I Do Not Talk About Spoons by Rachael Dickzen

They say a person with chronic illness only has so many spoons to get through each day. Each action, each sentence, each movement takes a spoon away, and when the spoons are gone, so is the energy, ability, and strength to face that day.

I have grown more comfortable talking about my pain over the years. I talk about it commonly now, I give it breath, it is a matter-of-fact topic in my week. Yet I do not talk about spoons. Spoons make me feel like an impostor, like I’m claiming a story that is not Mine.

My pain sits heavy and aching in my neck, my shoulders, my jaw, where it has lived for years. It was small at first, and easy to ignore, and then it grew.

It’s made a home throughout my nerves and muscles. Pain has had so long to expand in my body that it has remodeled, painted the Pepto-Bismol pink bathroom blue, planted perennial flowers, hung pictures on every wall. 

I don’t know when the pain moved in, or why, or how. Yet I know it better than I know my friends, or my husband. It’s with me all the time, in every moment, in every joy and sorrow and scrap of boredom. My pain resides within me contentedly without fear; it knows its tenancy is permanent. It sleeps with me every night; it rises with me every morning.

I am a woman and society has taught me not to complain. 

Years and years built before I voiced the concern that my pain was not quite right. I spoke at first timidly, then louder and louder. Now I sing a song of my pain, writing an opera about the ways I felt broken, pouring out my melody. I crescendo to a fortississimo, like Holst and his planets chanting about war, like Turandot singing for her freedom. I sing as I must to have someone notice me. Help me, I beg, something is wrong! Good thoughts and music are not enough to make it stop.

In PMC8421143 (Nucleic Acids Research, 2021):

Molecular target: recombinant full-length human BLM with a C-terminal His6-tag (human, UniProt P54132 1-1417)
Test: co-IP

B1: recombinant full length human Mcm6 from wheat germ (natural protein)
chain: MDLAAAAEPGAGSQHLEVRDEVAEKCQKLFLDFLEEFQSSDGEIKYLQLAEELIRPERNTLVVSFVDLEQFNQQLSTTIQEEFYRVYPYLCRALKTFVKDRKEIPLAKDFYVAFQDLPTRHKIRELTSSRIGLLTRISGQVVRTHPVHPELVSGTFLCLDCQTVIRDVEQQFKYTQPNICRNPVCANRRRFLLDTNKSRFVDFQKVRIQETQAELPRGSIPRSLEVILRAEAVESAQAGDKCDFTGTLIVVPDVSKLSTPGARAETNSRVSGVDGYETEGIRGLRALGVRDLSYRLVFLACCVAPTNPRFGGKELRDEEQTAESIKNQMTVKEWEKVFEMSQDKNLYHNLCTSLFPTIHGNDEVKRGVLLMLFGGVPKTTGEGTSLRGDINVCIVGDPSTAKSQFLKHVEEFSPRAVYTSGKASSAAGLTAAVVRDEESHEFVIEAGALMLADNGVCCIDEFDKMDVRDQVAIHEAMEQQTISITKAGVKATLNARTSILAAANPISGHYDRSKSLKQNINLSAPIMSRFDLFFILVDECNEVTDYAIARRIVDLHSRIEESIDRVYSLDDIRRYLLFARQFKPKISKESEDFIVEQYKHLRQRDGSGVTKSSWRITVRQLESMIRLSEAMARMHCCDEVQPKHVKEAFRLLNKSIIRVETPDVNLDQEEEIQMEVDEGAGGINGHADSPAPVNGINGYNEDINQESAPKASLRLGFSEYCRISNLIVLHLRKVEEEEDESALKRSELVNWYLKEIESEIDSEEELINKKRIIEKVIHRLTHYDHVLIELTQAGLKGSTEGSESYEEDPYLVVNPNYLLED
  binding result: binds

I went through a phase in my 20s where I’d joke darkly about not surviving until I was 30. I had no evidence to support this, none at all, but I was so young and so full of life – the pain residing in my bones persuaded me that it was death.

A journalist recently asked to interview me about my experience with chronic pain.

Beforehand I jotted down a few notes, trying to recall all the doctors I’ve seen, the treatments I’ve tried, the thoughts I’ve had. My “notes” turned into three pages, over

1,000 words of my misery. I spoke to that journalist for 40 minutes. I haven’t heard

anything about it since; I wonder if I scared her off.

Nevertheless, I am indescribably lucky. My pain is constant but low level. I may need to use a book holder to avoid agonizing my neck when I read, I may own every gadget and cream touted by Buzzfeed that’s supposed to reduce muscle tension and soothe my burning nerves, but I can live my life generally without any great trouble. I do not have many issues with fatigue or energy; I can’t move my neck as far in any direction as I’m supposed to be able to, but there are no activities I explicitly cannot do. The adult gymnastics class I tried out last year left me sore and hurting for days after, but I did it. I only went to one more class after that, but I showed up anyway.

And thus because I am functioning decently, I do not talk about spoons. I do not refer to myself as disabled; I do not feel I have a right. Many struggle more than I do. I often fear that by admitting I too struggle, in various small ways, I may steal a status which is not mine, appropriate a life not my own, and acquire the pity of Others.

I do not want it, you know.

Yet, I too, get tired sometimes. If pain is my longtime tenant, depression and attention deficit disorder are my neighbors – not always visibly present, but close by, reminding me they’re there with a wave or an awkward conversation.

Some days, all three gang up on me. Then, I cannot move forward or back, but stand paralyzed by my own body’s confusion and misery. I run out of spoons.

But talking about it makes it all too real.

I do not speak of spoons.